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I intended on posting this muffin as a summer recipe. I dreamed it up as something to do with the precious bag of white whole wheat flour generously handed to me by The Flour Peddler. I picked a small bowl of early season blackberries to carefully fold into the batter. Drove to the egg man, dropped my coins into the honesty box, and walked away with a couple dozen of the best eggs ever. Picked up some ricotta. Preheated the oven. Greased the muffin tins. Lined up the ingredients, only to realize that someone had put the empty tin of baking powder back into the drawer and there was none in the house.

My mom offered to run over to our neighbour’s house and borrow enough for the recipe, so I waited, stirring the wet ingredients together, measuring out the dry. When she returned I quickly dumped the flour mixture into the wet, folded the blackberries through, and slid the tray into the oven. About 10 minutes into the baking time I noticed the tin of baking powder sitting on the kitchen counter exactly where my mom had set it when she had returned. Unmoved. Effffff.

Still, the muffins were good. Really good. But I couldn’t post the recipe without testing it again and including all of the ingredients. Summer turned to autumn, and blackberries gave way to cinnamon roasted apples. And folks? They’re good. Really good.

This is a muffin recipe I think you can tuck into your repertoire for year round use. The base is subtly sweet and turns out surprisingly light for such a thick batter. Though I’ve only tested this recipe with blackberries and apples, I think fresh diced peaches would be heavenly, as would soft chunks of ripe pear. Blueberries maybe? If you try them, and I hope you do, please let me know what sort of fruit you use and how it goes.

One year ago: Pumpkin and Black Bean Taquitos
Two years ago: 
Six Degrees of Lemon Mousse

Whole Wheat Ricotta Muffins Recipe:

I’ve made these muffins with both home made and store bought ricotta. If you use home made ricotta, give it a quick whirl in the food processor before stirring it into the batter to make sure it’s nice and smooth. If you’re roasting apples just for this recipe make sure they’re a little under done so they’re still a bit firm. Or just pick the firmest ones from a bigger batch of roasted apples, and enjoy the rest with yoghurt.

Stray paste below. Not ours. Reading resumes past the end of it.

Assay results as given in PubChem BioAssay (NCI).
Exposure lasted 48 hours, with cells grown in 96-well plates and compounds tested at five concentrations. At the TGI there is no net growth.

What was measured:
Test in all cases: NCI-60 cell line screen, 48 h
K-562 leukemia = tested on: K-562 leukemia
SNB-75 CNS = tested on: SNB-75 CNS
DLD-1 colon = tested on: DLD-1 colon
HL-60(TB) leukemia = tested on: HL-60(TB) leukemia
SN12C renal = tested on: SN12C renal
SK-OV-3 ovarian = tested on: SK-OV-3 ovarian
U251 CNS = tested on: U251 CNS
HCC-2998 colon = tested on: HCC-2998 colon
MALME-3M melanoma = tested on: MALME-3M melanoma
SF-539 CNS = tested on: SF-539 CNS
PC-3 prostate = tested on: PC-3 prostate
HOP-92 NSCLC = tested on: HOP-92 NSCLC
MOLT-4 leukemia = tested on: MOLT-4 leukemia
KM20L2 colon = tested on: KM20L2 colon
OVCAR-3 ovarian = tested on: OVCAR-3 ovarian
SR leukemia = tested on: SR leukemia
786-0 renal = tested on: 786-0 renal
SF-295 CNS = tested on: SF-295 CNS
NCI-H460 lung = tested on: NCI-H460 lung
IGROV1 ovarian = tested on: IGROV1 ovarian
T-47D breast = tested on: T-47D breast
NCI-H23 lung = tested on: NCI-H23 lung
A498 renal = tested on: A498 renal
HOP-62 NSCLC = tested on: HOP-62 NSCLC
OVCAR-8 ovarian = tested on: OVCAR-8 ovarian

The white whole wheat flour for this recipe was generously provided by The Flour Peddler. 

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1/4 cup unsalted butter, melted
1 cup ricotta cheese
2 eggs
1 tsp vanilla extract
1/2 cup maple syrup
2 cups white whole wheat flour (whole wheat pastry flour)
2 tsp baking powder
1/2 tsp baking soda
1/2 tsp salt
1 cup cinnamon roasted apples, or other seasonal fruit

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Preheat your oven to 180 C / 350 F. Grease a 12 cup muffin tin, or line with parchment muffin liners.

In a medium bowl, whisk together melted butter, ricotta, eggs, vanilla, and maple syrup. In a separate bowl, combine the flour with baking power, baking soda, and salt. Stir the flour mixture into the wet mix until just barely combined, then carefully fold in the roasted apples. The muffin mix will be quite thick. Don’t worry, it should be.

Spoon equal amounts of the muffin mix into 12 muffin cups. Slide into the oven, and bake for 20 – 25 minutes, rotating the pan once part way through. Muffins are done when they are puffed and golden, and a toothpick or small knife comes out clean.

Cool on a wire rack.

In my mind these muffins are teetering somewhere between a weekday and weekend muffin. They’re reasonably low in fat and high in fiber, made with 100% whole wheat flour, and are sweetened naturally with maple syrup. Ricotta, especially if you make it yourself from whole milk, is a nice way to add moisture and protein while still keeping the fat content relatively low. I’m eating these in moderation, mostly on weekends, but don’t feel at all bad about the occasional indulgence during the week.

Do ahead: These muffins will last a couple of days at room temperature in an air tight container. As with all of my muffins, I store these in the freezer for a longer lifespan. They thaw quite nicely.

All text and photos © The Muffin Myth 2012

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